It does matter though, the fluorophore choice affects the brightness greatly. So for example, FAM is really bright, other fluorophores can be much weaker like the VIC or HEX dyes are typically significantly weaker. Some of the other ones, Texas Red, can be quite bright and you can see that really well, Quasar 705 is a weaker intensity. So that’s a common issue that users will see, that some channels seem to work better than others, that is a limitation of the quantum yield of the fluorophores, and it’s also a limitation of the instrumentation. The other effects that need to be taken into account, I’ve mentioned there’s multiple aspects to that question, is the thermodynamic effect. So the different dyes contribute differently to the stability of hybridization. So when you’re doing a TaqMan probe, the five-prime end is labeled their fluorophore that can actually stack on top of the helix.

So when the probe lays down the five prime end fluorophore can sort of cap at the end of the helix and form an extra interaction. There’s a stabilizing interaction there due to that fluorophore. Same thing at the three prime end where your quenchers are, they can have a stabilizing effect at the three prime end, for the same reason. They can either stack on top of the helix or sometimes go into one of the grooves to give a stabilizing effect and sometimes a destabilizing effect. So we had NIH funding to measure the effects of fluorophores and quenchers. I think we measured the thermodynamic contributions of over 30 fluorophores and seven different quenchers that are all the most widely used quenchers. So, for quenchers, we did BHQ-1, BHQ-2, BHQ-3, the QSY quenchers, Dabcyl, the Iowa Black quenchers, we did all of those. For the fluorophores we have a very wide range of Alexa dyes, CAL Fluor dyes, CY dyes, FAM, et cetera.

Texas Red, yeah.

Alexa dyes yes, there’s a lot. So we made thermodynamic measurements in many different contexts. We also for molecular beacon design made measurements on a hairpin loop, where you have a fluorophore and a quencher right in close proximity in the hairpin. So we made those measurements with many combinations of fluorophores and the appropriate quenchers that go with those fluorophores. So in that case that a beacon, the fluorophore and the quencher themselves can form a very stabilizing interaction. Actually it’s worth more than a base pair often, but it depends which combination. So again, DNA Software has done all this work for you and it’s incorporated into our software, into Visual OMP, PanelPlex and our other software packages that count for these fluorophore quencher effects.

Yeah. So a reoccurring theme that I hear amongst customers is the sort of thermodynamic knowledge is it might be limited around fluorophores and quenchers, they don’t necessarily know which ones best behave. And the idea is the software will indicate which one to use rather than expecting the user to make a judgment.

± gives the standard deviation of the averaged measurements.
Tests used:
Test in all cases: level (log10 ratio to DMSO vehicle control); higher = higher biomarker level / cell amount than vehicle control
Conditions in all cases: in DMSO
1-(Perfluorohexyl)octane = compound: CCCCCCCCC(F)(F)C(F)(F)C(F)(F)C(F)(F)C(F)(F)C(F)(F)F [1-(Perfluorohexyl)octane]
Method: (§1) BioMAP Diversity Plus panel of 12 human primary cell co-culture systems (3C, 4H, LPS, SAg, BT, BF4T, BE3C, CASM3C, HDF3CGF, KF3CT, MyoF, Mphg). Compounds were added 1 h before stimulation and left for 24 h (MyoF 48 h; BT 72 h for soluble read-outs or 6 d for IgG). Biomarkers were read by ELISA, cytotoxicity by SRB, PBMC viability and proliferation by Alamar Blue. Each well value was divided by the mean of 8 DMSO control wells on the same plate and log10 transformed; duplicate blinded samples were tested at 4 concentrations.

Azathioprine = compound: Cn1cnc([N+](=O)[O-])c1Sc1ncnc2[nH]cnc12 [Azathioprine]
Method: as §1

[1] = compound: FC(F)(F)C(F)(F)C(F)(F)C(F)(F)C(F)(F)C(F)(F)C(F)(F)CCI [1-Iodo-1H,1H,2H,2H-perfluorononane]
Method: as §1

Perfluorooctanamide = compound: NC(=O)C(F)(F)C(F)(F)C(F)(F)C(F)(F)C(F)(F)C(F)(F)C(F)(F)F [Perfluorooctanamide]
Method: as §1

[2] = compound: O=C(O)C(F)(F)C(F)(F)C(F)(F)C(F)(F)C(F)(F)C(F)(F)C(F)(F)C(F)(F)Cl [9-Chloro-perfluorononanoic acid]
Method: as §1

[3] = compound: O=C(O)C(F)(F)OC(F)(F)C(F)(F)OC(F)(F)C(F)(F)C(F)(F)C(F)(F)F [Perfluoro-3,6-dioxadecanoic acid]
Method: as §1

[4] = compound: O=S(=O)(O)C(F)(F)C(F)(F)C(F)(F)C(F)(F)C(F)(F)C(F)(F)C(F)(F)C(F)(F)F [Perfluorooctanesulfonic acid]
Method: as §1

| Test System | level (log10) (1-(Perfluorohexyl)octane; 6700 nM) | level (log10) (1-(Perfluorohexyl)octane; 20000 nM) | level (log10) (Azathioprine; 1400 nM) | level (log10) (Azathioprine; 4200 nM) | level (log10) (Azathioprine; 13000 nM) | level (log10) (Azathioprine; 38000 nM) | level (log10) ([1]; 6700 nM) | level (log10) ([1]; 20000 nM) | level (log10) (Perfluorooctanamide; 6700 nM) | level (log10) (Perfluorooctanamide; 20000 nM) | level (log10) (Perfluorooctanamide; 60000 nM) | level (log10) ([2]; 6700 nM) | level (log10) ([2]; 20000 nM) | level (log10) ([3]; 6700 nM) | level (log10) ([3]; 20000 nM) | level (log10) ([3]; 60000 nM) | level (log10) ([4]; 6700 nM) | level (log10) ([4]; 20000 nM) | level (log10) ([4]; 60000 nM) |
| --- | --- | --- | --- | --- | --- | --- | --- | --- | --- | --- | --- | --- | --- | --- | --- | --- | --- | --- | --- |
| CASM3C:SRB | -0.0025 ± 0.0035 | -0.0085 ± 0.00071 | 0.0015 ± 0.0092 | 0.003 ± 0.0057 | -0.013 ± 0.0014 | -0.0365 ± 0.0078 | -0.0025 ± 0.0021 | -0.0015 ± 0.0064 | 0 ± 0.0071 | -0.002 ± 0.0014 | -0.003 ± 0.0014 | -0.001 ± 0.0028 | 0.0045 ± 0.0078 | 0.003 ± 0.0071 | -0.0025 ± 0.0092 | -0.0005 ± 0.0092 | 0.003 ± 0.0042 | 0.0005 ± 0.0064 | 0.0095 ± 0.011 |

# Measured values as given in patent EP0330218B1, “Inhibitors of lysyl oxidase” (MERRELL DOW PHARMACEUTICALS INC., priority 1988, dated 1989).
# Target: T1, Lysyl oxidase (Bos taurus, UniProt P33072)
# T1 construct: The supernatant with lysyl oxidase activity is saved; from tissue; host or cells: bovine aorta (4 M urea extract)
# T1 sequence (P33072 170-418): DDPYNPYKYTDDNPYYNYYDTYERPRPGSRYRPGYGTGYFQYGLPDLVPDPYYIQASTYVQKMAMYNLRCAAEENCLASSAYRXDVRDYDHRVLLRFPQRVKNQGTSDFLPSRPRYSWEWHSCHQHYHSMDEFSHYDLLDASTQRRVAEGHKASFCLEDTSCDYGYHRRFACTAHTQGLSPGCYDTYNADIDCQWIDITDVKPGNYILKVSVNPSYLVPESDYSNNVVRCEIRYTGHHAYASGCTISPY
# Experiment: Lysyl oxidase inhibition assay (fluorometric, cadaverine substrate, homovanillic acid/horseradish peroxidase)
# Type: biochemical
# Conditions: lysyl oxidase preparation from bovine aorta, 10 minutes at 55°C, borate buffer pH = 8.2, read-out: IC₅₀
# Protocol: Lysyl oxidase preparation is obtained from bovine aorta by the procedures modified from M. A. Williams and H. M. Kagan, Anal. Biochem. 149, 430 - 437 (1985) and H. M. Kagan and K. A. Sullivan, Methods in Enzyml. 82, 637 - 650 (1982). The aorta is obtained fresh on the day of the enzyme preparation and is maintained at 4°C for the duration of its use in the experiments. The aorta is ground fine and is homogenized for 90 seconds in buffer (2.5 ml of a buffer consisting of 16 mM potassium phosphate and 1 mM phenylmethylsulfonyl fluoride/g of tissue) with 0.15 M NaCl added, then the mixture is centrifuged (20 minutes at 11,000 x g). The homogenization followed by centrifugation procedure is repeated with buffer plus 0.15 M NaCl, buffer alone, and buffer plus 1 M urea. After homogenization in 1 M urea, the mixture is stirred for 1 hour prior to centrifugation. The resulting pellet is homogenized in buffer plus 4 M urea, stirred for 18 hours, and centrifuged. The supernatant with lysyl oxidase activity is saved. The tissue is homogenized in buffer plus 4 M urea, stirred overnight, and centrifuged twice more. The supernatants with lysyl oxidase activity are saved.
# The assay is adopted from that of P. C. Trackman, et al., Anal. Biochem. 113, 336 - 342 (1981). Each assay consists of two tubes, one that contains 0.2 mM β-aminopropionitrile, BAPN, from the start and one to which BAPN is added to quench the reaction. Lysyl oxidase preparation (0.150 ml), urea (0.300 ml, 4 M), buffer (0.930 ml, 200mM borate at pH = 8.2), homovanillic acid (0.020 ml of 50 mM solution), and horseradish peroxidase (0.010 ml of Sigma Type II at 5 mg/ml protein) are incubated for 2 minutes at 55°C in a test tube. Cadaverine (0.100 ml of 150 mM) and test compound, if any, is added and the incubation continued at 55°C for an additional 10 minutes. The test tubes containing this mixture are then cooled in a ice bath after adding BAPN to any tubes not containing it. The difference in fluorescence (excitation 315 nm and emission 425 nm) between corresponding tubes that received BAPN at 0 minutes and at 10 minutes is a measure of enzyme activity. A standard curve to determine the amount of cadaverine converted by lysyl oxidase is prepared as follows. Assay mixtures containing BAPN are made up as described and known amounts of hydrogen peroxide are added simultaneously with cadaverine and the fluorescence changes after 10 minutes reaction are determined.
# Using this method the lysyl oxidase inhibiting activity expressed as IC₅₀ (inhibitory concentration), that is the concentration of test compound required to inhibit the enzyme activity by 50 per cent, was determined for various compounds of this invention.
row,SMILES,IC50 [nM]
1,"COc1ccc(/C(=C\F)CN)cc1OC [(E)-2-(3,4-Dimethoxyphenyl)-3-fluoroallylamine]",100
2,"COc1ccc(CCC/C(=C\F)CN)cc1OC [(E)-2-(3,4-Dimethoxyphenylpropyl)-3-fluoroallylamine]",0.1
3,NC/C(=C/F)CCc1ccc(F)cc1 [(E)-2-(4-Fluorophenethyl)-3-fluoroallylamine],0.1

Generally, the fluorophore effect could be stabilizing in a few cases, destabilizing, it doesn’t usually affect the outcome of the design in the sense that if the fluorophore is a very stabilizing fluorophore, then the design that comes out will be one base pair shorter. If the fluorophore is a little bit destabilizing, the design might come out one base pair longer th

an you would otherwise have, if you had no fluorophore there.

So in the end, the choice of a fluorophore is not limiting in the design. It’s just something that needs to be accounted for and at DNA Software that’s something we pride ourselves in, making those detailed measurements that allow us to get that supreme super high accuracy of the design. And that becomes important, if you’re trying to do a TaqMan probe, with wild type versus a mutant, and you need to discriminate just a single base pair change, you’re putting the probe on a tipping point. If it’s a wild type, you’re going to get to bind just barely, it’s going to work. If it’s a mutant, then boom, it’s just barely a few degrees melting temperature decrease. And you need that account for those fluorophore effects and quencher effects to get that level of precision to nail it.

So thermodynamic fulcrum, right?

It’s a thermodynamic fulcrum, that’s exactly where we’re at. Where you want to get that probe to be designed very precisely so that you just find, it was like Goldilocks, not too hot, not too cold. You want that TM to be just right where you can detect the wild type and not detect a mutant or vice versa, however you set it up.

Yeah. Okay. Well, these are questions that I hear often. So often in fact, that we thought it was worth sharing in our first episode of our podcast. We appreciate you joining today. And if you have any other questions, you can always email me directly your questions about assay design or multiplex assay design at Joe, joe@dnasoftware.com. Thank you.

Bye everyone.